6 April 2016

The Forgetting Time


Noah is four and wants to go home.  The only trouble is, he's already there. 
Janie's son is her world, and it breaks her heart that he has nightmares.  That he's terrified of water.  That he sometimes pushes her away and screams that he wants his real mother.  That it's getting worse and worse and no one seems able to help.  In desperation, she turns to someone who might have an answer - but it may not be one she's ready to hear.  It may also mean losing the one thing she loves more than anything. Noah.  A novel that spans life, death and everything in between, The Forgetting Time tells an unforgettable story - about Noah, about love and, above all, about the memories that shape us.

Rating: ★★

The Forgetting Time is a very smart and compelling read.  It follows the story of Noah, who wants to go home.  It sounds like a simple request from a 4 year old, but Noah also has an irrational fear of water, is plagued by nightmares, and makes frequent requests of his mother, Janie, to go see his 'real mother.'  Under pressure from Noah's school, Janie seeks help and they meet Jerome Anderson, an academic studying children who appear to recall detail of previous lives.  Their quest to help Noah leads them to the door of a woman whose own son disappeared seven years ago.

I was intrigued straight away by the subject of past lives and memory, I think because it's something most people have wondered about at least in passing before.  I love when a book teaches me something new and I learned a lot while reading about the research done on past lives and reincarnation, thanks in part to the inclusion of real world examples and case studies from researchers the author met.  At the centre of the story is a moral dilemma which definitely pulled me in - what would you do, if your child thought he was someone else - and what would you do if there was a lot of evidence that it could be true?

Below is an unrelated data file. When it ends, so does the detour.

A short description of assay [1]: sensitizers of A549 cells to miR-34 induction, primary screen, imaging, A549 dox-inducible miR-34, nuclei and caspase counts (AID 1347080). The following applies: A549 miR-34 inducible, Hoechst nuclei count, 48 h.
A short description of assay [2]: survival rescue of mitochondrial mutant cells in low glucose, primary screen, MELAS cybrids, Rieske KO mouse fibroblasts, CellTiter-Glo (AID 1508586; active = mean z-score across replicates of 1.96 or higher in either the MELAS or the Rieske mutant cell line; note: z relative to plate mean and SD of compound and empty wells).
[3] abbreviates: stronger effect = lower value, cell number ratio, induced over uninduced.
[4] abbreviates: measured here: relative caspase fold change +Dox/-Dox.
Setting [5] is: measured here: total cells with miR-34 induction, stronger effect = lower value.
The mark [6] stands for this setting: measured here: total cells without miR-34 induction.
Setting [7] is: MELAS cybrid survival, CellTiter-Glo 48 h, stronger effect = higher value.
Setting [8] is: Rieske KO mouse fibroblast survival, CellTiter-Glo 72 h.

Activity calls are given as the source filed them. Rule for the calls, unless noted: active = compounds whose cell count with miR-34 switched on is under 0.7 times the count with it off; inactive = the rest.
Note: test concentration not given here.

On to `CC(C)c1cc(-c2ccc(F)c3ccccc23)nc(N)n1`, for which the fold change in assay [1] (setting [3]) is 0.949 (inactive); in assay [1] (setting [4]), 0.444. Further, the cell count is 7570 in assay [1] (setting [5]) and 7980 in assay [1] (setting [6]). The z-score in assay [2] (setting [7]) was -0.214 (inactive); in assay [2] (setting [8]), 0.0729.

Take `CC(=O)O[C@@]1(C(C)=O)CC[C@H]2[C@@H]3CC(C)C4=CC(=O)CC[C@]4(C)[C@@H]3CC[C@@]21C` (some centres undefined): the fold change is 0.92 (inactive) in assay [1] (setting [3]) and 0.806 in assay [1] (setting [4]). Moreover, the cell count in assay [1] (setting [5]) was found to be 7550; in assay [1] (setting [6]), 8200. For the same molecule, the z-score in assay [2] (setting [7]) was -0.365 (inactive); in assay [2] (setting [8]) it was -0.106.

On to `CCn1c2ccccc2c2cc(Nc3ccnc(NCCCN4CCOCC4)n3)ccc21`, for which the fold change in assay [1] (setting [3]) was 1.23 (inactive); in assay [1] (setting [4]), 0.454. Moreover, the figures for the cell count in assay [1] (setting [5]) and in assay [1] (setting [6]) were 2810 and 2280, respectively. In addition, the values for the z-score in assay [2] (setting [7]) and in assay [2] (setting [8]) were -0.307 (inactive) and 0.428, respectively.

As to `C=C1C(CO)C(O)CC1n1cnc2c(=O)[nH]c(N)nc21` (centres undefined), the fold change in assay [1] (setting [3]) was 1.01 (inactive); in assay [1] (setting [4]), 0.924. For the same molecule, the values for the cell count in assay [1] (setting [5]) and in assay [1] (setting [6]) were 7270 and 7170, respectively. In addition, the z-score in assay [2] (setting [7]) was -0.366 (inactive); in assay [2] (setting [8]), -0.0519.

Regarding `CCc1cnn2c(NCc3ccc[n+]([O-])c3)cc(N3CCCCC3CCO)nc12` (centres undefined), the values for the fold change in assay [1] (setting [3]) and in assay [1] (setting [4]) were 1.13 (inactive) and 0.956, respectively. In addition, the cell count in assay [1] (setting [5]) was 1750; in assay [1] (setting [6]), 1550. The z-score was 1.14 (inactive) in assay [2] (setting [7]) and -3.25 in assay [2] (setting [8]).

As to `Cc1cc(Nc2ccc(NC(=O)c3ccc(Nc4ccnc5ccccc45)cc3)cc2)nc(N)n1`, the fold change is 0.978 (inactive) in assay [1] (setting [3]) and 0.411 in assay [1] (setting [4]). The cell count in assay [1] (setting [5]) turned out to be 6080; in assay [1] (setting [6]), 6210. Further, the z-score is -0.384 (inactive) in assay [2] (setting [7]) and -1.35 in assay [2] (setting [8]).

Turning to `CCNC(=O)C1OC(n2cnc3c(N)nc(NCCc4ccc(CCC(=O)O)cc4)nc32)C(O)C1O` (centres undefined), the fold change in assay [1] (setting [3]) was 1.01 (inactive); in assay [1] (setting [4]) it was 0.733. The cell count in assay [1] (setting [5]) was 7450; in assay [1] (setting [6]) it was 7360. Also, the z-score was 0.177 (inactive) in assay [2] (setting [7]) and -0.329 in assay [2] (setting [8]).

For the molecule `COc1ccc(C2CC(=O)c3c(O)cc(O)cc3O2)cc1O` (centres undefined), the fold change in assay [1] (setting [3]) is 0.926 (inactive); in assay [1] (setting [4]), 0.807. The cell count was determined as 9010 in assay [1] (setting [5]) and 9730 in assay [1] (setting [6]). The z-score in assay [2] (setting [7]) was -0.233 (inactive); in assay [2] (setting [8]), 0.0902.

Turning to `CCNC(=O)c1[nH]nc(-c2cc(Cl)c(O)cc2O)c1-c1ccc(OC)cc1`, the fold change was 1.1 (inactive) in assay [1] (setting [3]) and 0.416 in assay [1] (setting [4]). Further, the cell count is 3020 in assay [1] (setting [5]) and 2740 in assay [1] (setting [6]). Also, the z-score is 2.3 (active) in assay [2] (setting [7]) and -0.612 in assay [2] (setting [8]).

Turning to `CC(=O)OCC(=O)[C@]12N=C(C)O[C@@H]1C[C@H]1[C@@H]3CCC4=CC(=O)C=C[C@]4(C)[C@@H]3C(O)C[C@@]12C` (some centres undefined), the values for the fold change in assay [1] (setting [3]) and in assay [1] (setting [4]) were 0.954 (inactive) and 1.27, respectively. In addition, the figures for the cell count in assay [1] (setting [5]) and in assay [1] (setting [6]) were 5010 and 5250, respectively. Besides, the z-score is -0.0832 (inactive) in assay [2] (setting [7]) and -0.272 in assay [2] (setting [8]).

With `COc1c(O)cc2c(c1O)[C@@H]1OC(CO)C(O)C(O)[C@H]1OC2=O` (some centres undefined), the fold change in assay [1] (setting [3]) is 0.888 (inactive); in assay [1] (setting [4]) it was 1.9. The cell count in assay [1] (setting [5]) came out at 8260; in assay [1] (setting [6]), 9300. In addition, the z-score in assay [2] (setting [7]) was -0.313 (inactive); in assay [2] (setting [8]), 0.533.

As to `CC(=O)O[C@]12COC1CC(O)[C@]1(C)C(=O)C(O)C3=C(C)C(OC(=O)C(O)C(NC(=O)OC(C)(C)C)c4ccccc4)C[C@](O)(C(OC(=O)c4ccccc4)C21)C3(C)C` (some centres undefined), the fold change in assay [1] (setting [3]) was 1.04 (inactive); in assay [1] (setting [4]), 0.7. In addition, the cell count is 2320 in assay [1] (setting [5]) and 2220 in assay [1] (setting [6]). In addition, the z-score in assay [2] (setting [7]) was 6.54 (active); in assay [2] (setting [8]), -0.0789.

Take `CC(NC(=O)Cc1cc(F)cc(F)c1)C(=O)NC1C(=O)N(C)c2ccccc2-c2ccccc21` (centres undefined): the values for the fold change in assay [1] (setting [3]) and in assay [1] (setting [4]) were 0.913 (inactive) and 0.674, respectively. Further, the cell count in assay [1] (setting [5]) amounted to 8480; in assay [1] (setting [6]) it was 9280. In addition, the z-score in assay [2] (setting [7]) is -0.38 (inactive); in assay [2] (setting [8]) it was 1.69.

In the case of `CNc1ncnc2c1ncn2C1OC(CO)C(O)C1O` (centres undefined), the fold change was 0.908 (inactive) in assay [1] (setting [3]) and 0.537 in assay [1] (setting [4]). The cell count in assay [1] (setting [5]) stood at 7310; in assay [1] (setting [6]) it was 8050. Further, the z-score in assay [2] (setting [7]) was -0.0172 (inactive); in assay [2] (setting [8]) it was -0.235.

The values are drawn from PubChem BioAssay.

The book is told from the point of view of numerous people at different points but most often, from the perspectives of Janie and Dr Anderson.  I enjoyed Janie's chapters the most as I found her story most compelling, as a mother just trying to do her best for her child.  Dr Anderson also has his own back story which I found interesting too, but I wasn't quite sure what it added to the story.  I enjoyed the writing but found the plot is quite predictable. I found it quite easy to work out the cause of Noah's trauma from dialogue early on, and there aren't really any twists or unexpected plot developments.  This isn't necessarily a weakness as I felt the story was more an exploration of the dilemma facing both parents and the way they would choose to deal with the things they discover, but something to be aware of if you're expecting more of a thriller.

Overall, an interesting and thought provoking read, with great characters, but not one that blew me away.
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